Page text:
Julia M[errill] Moores
it to say – that they succeeded admirably though sometimes a little impudent. On New Year’s eve – in my brother’s parlors – a company of some thirty or forty men assembled, The Authors read aloud chapter about to the characters – the story they had written. it was received with shouts of laughter & applause. There was as you may imagine a great taking down of Merrile Moores – and some others. But all disrespect and impudence was forgiven & counted for naught for we were well unpaid by the sprightliness of the story. Here I have written you no news – The family is well – Merrill hard at work – Charles & Charley in College doing well – The girls doing duty at home – or in school – as either teachers or scholars – and the mothers & fathers happy in well behaved children. Give much love to your dear wife - & believe me your true friend Julia M. Moores
Indianapolis Jan. 12th 1881 232 North Alabama St.
My dear friend,
Your letter of June I answer in January! I have often had you in my thoughts – and you may be sure that though I have been glad for you in your own home with its ‘snowy linen’ and its dear mistress. I have not felt any anxiety about you. I have thought of you as comfortable & so happy that you did not need my intermeddling. But we are still friends – and I think that as Dr. Johnsen says – ‘Any friendship needs repairs!’ And what repairs are better that what can be done by letter-writing?
I was wonderfully amused by your late letter to Janet on the Alaska question. She was half inclined to resent your teasing – but laughed - & relaughed, let me see the letter – but kept it close hidden from her brothers – lest they should ‘harp on the same string’. She likes young Gilbert as a classmate – but that is all. Her object in asking you about Alaska – I must tell you. You are well aware that our young people among the kith and kin far out number the older ones. They are grown & growing and are quite impertant. Add to the kindred – the young people of the Fourth Church and amongst them there are many jollities and much fu[illegible].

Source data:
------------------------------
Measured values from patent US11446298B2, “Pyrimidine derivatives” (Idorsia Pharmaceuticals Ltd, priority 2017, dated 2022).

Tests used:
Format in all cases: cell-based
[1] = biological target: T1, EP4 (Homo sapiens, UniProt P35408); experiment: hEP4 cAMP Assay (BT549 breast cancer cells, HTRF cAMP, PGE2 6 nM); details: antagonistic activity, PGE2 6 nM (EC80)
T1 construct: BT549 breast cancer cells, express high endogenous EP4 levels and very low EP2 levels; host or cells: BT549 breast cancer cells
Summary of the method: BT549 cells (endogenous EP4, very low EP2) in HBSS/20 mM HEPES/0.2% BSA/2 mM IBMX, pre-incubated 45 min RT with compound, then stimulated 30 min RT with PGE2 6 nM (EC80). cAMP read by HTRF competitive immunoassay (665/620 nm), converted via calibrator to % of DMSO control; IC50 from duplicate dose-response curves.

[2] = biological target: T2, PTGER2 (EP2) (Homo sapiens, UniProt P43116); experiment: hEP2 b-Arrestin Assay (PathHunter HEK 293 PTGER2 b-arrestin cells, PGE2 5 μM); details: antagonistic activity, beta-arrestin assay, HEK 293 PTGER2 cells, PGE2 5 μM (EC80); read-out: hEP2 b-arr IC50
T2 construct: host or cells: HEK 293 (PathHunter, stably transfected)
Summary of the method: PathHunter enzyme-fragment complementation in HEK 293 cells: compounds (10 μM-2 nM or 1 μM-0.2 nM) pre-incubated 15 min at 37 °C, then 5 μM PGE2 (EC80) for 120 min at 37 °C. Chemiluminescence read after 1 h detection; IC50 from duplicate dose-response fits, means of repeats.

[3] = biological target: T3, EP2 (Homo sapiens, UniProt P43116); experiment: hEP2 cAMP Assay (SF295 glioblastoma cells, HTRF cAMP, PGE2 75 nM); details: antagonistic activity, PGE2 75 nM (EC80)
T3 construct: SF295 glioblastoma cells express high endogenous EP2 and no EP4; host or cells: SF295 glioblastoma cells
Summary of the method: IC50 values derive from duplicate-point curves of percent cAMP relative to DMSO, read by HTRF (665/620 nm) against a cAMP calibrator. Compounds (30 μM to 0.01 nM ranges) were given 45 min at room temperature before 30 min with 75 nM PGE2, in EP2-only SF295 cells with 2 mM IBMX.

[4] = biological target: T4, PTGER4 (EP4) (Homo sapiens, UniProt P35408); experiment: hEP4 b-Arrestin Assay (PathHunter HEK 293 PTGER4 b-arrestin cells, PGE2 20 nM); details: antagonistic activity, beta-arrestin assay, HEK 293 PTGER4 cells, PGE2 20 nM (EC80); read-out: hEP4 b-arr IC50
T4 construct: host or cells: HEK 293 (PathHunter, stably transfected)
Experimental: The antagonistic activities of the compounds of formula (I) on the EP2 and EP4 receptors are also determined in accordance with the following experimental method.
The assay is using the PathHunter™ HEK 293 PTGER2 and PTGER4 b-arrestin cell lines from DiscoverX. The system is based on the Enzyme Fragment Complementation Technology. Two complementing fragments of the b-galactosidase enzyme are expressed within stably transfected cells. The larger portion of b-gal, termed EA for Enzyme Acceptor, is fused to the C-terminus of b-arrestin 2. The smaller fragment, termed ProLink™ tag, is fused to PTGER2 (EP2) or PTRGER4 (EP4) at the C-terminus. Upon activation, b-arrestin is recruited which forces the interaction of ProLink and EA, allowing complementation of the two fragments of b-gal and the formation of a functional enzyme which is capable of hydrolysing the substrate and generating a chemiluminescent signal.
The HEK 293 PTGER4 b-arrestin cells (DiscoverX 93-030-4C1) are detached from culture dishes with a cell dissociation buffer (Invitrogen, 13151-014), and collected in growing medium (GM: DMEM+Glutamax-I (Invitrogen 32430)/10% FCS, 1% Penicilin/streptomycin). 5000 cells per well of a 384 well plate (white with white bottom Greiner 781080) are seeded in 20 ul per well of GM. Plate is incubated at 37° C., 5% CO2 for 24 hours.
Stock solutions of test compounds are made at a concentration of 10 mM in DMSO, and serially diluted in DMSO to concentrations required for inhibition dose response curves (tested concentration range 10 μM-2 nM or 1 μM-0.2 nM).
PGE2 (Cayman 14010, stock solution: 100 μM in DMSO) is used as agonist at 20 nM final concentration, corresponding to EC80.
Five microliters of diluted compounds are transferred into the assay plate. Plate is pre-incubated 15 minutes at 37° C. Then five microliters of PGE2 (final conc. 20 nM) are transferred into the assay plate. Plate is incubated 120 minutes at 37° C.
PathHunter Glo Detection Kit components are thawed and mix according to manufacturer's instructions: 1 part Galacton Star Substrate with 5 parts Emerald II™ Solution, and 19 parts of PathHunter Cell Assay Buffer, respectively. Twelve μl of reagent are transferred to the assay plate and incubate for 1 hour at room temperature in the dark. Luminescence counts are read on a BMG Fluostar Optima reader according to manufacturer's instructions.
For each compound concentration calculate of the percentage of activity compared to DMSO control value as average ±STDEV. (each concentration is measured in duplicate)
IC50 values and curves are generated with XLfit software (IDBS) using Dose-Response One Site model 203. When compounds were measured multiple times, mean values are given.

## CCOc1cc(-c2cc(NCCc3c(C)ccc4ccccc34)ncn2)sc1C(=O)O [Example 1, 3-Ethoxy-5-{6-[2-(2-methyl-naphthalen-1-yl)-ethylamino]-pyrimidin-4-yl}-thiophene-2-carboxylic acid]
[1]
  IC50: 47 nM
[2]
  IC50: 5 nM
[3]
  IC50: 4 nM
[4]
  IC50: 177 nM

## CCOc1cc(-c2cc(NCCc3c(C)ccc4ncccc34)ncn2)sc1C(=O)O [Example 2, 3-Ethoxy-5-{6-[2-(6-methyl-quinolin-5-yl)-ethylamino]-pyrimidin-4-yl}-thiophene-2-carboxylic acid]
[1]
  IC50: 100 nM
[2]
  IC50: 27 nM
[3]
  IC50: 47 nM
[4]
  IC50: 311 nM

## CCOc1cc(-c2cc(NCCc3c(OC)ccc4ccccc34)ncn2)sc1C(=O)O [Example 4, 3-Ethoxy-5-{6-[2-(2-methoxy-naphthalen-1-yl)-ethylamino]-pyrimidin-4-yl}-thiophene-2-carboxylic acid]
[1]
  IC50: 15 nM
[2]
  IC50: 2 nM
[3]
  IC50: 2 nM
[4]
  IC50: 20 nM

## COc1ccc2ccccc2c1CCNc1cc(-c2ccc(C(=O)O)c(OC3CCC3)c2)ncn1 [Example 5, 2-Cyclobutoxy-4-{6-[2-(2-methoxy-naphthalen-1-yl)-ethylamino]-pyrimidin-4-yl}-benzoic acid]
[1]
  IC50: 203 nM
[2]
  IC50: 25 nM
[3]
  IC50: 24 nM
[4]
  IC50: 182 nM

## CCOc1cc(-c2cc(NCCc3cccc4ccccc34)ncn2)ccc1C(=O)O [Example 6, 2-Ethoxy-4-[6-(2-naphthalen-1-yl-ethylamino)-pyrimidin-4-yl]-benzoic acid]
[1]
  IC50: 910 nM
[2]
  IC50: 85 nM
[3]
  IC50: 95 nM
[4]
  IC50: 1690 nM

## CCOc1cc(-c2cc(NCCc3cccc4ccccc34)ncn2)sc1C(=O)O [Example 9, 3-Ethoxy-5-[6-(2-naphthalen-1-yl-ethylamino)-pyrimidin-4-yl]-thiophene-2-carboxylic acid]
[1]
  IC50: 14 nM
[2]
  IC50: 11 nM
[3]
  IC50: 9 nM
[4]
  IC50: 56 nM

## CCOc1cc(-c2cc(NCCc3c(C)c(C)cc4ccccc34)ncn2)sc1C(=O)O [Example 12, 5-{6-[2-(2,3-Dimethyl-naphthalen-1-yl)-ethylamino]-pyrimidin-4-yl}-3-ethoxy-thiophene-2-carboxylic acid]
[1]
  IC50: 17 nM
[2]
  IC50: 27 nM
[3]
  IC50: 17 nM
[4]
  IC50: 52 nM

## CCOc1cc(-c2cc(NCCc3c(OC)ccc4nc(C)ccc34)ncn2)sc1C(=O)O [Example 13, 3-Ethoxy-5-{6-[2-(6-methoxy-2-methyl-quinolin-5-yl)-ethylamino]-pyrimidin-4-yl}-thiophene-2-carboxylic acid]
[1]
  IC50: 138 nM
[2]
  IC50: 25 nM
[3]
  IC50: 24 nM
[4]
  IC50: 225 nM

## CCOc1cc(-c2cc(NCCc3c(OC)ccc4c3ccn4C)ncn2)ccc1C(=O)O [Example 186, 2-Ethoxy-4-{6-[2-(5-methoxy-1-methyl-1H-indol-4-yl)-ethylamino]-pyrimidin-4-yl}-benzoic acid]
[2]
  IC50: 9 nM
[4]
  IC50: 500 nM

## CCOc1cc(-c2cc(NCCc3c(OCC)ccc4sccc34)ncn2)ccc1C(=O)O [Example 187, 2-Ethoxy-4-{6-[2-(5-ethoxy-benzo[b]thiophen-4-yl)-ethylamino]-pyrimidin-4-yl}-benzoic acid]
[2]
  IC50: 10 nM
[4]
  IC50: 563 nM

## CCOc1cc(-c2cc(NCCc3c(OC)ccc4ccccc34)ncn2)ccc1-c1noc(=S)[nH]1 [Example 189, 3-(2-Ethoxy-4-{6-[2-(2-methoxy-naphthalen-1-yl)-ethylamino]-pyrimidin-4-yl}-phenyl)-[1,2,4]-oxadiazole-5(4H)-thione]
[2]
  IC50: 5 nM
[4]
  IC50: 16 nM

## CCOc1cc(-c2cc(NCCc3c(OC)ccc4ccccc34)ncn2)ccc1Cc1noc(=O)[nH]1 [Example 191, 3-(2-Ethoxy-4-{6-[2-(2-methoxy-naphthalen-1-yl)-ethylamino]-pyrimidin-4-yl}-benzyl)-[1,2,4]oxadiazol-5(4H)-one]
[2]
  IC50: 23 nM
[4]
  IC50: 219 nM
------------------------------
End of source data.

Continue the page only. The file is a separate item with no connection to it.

The parson’s son and Janet wanted to get up some thing new and rare for the Holidays – so in September last – they set themselves the arduous task of writing a novel, a tale – entitled “The Cousins” – with the [illegible]tto – “A chie[illegible] ama[illegible] ye takin’ notes”. A grand sec[illebigle] it was – and a grander taking off of the tribe of Merrills – and the other young people of the Church. They were around all fall, listening and noting [illegible] all that was said – and no one the wiser. As the story [runs?] they send off one boys – some sight in number to Alaska – where they travel - & meet Prof. John Muir – with a party. – The letter wh. these boys wrote home – were full of information smuggled from your published letters from Alaska! I should tire you if I began to give you an outline of the story – so forbear. Suffice
1881 Jan 12
Original letter dimensions: 20.5 x 25.5 cm.
Moores, Julia Merrill, "Letter from Julia M[errill] Moores to [John Muir], 1881 Jan12." (1881). John Muir Correspondence (PDFs). 609.
Reel 04, Image 0420
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